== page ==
Tri-City adding outreach meetings to districting process

REGION — Tri-City Medical Center has embarked on the process of district zone elections, which will divide the health care district into seven zones that will each be represented by a board member who resides within the zone.

Currently hospital board members are elected at-large. The public process to change to district zone elections began in August. At the past two board meetings the public was given an overview of the districting process and public input was collected.

At the Sept. 28 meeting several area residents shared their questions and concerns. Victor Roy of Oceanside asked that public outreach meetings be held in Oceanside, Vista and Carlsbad to facilitate more community involvement in the process.

Roy said he wants to ensure the process is transparent and easily accessible to residents. He said he believes the focused outreach meetings will prompt more attendance than monthly board meetings that addresses numerous items.

The board agreed to hold three outreach meetings in November. Exact dates and locations of the meetings have not been determined.

The next immediate step in the districting process is for the hired on-project demographer to share drafts of district zone maps at the October board meeting. Discussion and adoption of a final map is anticipated to take place in December.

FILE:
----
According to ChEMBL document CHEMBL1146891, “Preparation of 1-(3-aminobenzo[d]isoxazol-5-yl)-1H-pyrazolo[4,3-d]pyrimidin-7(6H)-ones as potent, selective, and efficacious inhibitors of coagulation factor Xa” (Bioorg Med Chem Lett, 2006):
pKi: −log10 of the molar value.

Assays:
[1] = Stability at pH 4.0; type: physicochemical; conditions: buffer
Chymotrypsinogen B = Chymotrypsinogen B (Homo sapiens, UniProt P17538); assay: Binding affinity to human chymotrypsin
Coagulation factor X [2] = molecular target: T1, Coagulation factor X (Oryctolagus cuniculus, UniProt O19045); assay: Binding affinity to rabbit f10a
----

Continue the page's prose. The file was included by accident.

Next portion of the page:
Jim Dagostino, board chair, said the timeline to adopt a district zone map is not set in stone. Ample time remains before the next board elections.

“TCHD is on target to have maps for redistricting approved by the latest March 2018,” Dagostino said.

The first district zone elections will take place in November 2018. Three board members will be elected under the new rules. In November 2020 the remaining four zones will hold board member elections.

Another wrinkle in the process is that the regional hospital may annex two more areas. To address possible boundary and population changes two maps will be adopted. One map will reflect boundaries and population counts “as is,” another will reflect proposed changes.

The seven district zones will have about 49,000 residents each. Consideration will be given to keep communities of interest together.

The board voted to adopt district zone elections after the threat of a lawsuit by a Malibu attorney who charged district elections provide a fairer representation of constituents. Numerous regional cities and school districts have switched to district elections because of the attorney’s pending lawsuits.

Dagostino said he has not heard a “plausible explanation” of why district elections provide a better voting process for the health care district, but he will help see through the process adopted by the board.

“Health care delivery is controlled by EMTALA type laws and therefore you must treat all citizens and noncitizens equally,” Dagostino said. “I do not know how choosing directors from pockets of citizens is a benefit to the delivery of care at Tri-City.”

Tri-City Medical Center is a tax supported hospital that receives about $8 million a year in tax revenues from Oceanside, Vista and Carlsbad. The remainder of the hospital’s $320 million annual revenues come from insurance reimbursement.

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